Watson is working toward a bachelor's degree in art with a studio art emphasis and a second major in history. She works as an art program leader at the Sheboygan Boys & Girls Club and has held various roles in the college's art department, won an honorable mention award in Lakeland's 2015 annual student art exhibit and has produced CD cover art for musician Cal Northrun.
She is involved in a number of Lakeland extracurriculars, including serving as president and secretary for Latino Dance and the Japanese Student Association at Lakeland, alumni coordinator for the Phi Delta Omega sorority, vice president of UNITIES and as an officer for the history club and Global Student Association.
Watson counts among her chief influences Georges Seurat, Roy Lichtenstein and John Hicklenton, a comic book penciler known for his edgy, intricate style.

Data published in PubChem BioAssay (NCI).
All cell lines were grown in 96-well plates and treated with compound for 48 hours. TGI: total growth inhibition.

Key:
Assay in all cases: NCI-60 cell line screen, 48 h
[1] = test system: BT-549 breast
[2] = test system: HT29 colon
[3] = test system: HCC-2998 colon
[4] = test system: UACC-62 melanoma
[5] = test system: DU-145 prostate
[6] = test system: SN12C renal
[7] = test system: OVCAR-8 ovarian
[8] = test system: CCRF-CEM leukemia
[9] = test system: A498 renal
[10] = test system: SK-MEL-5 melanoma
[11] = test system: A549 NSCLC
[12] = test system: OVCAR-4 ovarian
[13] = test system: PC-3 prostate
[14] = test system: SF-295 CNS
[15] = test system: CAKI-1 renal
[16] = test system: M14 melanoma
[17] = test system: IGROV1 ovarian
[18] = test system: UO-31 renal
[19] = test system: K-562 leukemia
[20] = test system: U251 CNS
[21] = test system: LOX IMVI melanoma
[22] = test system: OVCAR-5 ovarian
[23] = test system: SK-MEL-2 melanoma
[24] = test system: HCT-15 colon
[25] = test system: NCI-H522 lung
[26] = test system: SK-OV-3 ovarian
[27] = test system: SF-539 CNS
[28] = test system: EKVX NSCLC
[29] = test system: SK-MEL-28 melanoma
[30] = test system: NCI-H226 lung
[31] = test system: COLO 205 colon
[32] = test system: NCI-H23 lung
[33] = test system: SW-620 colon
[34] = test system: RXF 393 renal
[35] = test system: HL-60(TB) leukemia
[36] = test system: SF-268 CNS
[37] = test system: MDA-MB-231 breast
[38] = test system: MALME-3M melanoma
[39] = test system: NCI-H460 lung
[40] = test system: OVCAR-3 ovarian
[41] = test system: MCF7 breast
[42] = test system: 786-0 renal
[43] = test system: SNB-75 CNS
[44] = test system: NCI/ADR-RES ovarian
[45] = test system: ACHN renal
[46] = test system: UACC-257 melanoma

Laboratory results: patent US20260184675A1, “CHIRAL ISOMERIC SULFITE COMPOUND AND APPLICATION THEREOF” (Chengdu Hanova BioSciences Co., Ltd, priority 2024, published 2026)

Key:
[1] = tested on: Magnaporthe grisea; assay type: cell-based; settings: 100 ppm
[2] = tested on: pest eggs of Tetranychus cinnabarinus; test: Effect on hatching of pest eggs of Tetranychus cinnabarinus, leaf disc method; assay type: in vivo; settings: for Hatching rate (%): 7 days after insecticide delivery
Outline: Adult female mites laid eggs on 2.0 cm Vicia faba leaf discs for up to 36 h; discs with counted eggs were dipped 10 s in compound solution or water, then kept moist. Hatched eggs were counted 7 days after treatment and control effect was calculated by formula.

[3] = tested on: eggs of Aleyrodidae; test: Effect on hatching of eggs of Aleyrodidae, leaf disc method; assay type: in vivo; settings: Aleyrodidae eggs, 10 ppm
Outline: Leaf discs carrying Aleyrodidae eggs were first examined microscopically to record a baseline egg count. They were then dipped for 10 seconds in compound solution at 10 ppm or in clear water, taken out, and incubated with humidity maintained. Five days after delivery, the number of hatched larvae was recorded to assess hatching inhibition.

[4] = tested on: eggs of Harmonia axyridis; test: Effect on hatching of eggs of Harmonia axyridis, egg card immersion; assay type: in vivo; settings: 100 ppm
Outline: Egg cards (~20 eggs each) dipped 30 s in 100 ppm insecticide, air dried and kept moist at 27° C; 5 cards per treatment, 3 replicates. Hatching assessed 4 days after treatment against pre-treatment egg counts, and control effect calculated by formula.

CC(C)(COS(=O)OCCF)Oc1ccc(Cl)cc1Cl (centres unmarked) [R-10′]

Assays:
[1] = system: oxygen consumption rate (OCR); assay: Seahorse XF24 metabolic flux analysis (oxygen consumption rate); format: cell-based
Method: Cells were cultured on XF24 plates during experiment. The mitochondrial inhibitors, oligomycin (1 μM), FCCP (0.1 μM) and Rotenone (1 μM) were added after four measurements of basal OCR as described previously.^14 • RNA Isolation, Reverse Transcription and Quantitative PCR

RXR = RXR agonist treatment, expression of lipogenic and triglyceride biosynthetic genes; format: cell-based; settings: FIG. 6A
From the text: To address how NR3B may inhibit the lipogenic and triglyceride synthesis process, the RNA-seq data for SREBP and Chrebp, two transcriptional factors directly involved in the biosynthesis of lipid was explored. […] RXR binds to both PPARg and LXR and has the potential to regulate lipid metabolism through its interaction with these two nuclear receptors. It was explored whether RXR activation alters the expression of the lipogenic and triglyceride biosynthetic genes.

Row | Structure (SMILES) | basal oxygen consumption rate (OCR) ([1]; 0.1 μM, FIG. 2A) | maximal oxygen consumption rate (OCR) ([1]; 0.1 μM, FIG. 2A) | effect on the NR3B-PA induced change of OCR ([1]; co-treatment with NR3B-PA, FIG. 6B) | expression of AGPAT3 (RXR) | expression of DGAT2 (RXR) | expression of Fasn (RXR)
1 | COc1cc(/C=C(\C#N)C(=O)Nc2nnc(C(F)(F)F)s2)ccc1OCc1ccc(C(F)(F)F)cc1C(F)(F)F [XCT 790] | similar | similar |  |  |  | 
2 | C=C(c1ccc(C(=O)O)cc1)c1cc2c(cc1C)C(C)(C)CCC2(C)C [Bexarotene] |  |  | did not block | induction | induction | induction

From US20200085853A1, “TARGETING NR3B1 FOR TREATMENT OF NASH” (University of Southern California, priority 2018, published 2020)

"Overall, my purpose with my art is to show a different perspective to the viewer, much like switching a camera lens, by distorting the image through colours, lines or dots," Watson said. "The mediums that I work with primarily are oil paint, printmaking, along with pen and ink. With each I have a unique approach shaped by my background and personal preferences."
Essence of Heritage hits Bradley Theatre stage on Saturday night
Essence of Heritage, Lakeland College's annual homage to Black History Month, will feature song, dance, poetry, academic awards and more starting at 6 p.m. on Saturday at the Bradley Theatre.
Admission is free to this convocation credit-bearing event, which is co-sponsored by the Black Student Union and Beta Sigma Omega fraternity. Lakeland senior Romain Johnson will emcee.